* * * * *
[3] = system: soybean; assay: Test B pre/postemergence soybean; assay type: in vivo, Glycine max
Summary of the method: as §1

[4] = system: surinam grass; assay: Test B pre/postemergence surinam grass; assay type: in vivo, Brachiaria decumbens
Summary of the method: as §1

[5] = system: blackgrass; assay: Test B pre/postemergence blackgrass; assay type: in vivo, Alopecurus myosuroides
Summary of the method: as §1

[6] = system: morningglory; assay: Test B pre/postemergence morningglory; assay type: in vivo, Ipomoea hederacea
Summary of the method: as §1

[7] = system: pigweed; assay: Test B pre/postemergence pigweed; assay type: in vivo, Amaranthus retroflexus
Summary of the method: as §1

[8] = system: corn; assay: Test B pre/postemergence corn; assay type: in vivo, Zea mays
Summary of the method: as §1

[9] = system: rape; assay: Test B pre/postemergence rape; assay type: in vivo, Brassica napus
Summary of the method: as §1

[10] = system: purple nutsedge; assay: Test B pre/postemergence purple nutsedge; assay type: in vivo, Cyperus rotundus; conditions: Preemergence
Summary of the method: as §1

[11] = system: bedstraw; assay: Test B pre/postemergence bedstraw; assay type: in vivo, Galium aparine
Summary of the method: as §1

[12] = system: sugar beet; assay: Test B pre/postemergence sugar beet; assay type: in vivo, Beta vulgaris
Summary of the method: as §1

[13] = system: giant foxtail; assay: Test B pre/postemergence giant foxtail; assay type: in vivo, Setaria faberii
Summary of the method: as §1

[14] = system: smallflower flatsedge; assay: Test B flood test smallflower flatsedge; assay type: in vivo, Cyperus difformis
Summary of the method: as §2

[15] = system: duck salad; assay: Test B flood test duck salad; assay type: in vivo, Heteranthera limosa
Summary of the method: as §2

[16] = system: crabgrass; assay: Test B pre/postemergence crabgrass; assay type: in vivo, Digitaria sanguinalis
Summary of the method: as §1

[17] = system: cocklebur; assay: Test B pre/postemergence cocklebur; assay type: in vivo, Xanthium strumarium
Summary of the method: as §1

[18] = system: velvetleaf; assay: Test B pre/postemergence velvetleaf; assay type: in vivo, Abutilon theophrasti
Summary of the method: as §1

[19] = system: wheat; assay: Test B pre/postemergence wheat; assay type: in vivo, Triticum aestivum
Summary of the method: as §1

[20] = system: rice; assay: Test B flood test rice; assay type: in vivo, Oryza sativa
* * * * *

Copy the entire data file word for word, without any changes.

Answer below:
[3] = system: soybean; assay: Test B pre/postemergence soybean; assay type: in vivo, Glycine max
Summary of the method: as §1

[4] = system: surinam grass; assay: Test B pre/postemergence surinam grass; assay type: in vivo, Brachiaria decumbens
Summary of the method: as §1

[5] = system: blackgrass; assay: Test B pre/postemergence blackgrass; assay type: in vivo, Alopecurus myosuroides
Summary of the method: as §1

[6] = system: morningglory; assay: Test B pre/postemergence morningglory; assay type: in vivo, Ipomoea hederacea
Summary of the method: as §1

[7] = system: pigweed; assay: Test B pre/postemergence pigweed; assay type: in vivo, Amaranthus retroflexus
Summary of the method: as §1

[8] = system: corn; assay: Test B pre/postemergence corn; assay type: in vivo, Zea mays
Summary of the method: as §1

[9] = system: rape; assay: Test B pre/postemergence rape; assay type: in vivo, Brassica napus
Summary of the method: as §1

[10] = system: purple nutsedge; assay: Test B pre/postemergence purple nutsedge; assay type: in vivo, Cyperus rotundus; conditions: Preemergence
Summary of the method: as §1

[11] = system: bedstraw; assay: Test B pre/postemergence bedstraw; assay type: in vivo, Galium aparine
Summary of the method: as §1

[12] = system: sugar beet; assay: Test B pre/postemergence sugar beet; assay type: in vivo, Beta vulgaris
Summary of the method: as §1

[13] = system: giant foxtail; assay: Test B pre/postemergence giant foxtail; assay type: in vivo, Setaria faberii
Summary of the method: as §1

[14] = system: smallflower flatsedge; assay: Test B flood test smallflower flatsedge; assay type: in vivo, Cyperus difformis
Summary of the method: as §2

[15] = system: duck salad; assay: Test B flood test duck salad; assay type: in vivo, Heteranthera limosa
Summary of the method: as §2

[16] = system: crabgrass; assay: Test B pre/postemergence crabgrass; assay type: in vivo, Digitaria sanguinalis
Summary of the method: as §1

[17] = system: cocklebur; assay: Test B pre/postemergence cocklebur; assay type: in vivo, Xanthium strumarium
Summary of the method: as §1

[18] = system: velvetleaf; assay: Test B pre/postemergence velvetleaf; assay type: in vivo, Abutilon theophrasti
Summary of the method: as §1

[19] = system: wheat; assay: Test B pre/postemergence wheat; assay type: in vivo, Triticum aestivum
Summary of the method: as §1

[20] = system: rice; assay: Test B flood test rice; assay type: in vivo, Oryza sativa